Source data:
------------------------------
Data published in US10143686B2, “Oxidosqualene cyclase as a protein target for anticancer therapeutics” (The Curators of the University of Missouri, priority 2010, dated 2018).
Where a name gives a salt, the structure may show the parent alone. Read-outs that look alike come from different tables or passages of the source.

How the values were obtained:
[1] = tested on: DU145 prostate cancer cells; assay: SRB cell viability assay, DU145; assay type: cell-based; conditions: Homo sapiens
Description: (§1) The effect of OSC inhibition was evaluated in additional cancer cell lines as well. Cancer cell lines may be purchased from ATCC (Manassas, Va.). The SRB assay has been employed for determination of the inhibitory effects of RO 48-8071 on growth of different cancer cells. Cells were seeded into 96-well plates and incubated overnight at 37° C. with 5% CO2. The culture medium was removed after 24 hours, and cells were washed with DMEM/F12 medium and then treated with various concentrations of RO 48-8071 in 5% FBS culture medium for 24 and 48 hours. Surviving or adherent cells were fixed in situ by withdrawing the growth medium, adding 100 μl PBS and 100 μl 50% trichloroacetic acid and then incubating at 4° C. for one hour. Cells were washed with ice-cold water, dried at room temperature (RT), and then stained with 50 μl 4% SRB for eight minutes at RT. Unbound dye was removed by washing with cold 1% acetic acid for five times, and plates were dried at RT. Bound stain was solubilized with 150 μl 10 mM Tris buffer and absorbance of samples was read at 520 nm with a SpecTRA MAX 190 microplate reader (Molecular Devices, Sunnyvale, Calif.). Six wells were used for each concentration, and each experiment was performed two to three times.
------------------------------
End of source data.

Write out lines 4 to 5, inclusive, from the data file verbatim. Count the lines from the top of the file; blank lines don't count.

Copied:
[1] = tested on: DU145 prostate cancer cells; assay: SRB cell viability assay, DU145; assay type: cell-based; conditions: Homo sapiens
Description: (§1) The effect of OSC inhibition was evaluated in additional cancer cell lines as well. Cancer cell lines may be purchased from ATCC (Manassas, Va.). The SRB assay has been employed for determination of the inhibitory effects of RO 48-8071 on growth of different cancer cells. Cells were seeded into 96-well plates and incubated overnight at 37° C. with 5% CO2. The culture medium was removed after 24 hours, and cells were washed with DMEM/F12 medium and then treated with various concentrations of RO 48-8071 in 5% FBS culture medium for 24 and 48 hours. Surviving or adherent cells were fixed in situ by withdrawing the growth medium, adding 100 μl PBS and 100 μl 50% trichloroacetic acid and then incubating at 4° C. for one hour. Cells were washed with ice-cold water, dried at room temperature (RT), and then stained with 50 μl 4% SRB for eight minutes at RT. Unbound dye was removed by washing with cold 1% acetic acid for five times, and plates were dried at RT. Bound stain was solubilized with 150 μl 10 mM Tris buffer and absorbance of samples was read at 520 nm with a SpecTRA MAX 190 microplate reader (Molecular Devices, Sunnyvale, Calif.). Six wells were used for each concentration, and each experiment was performed two to three times.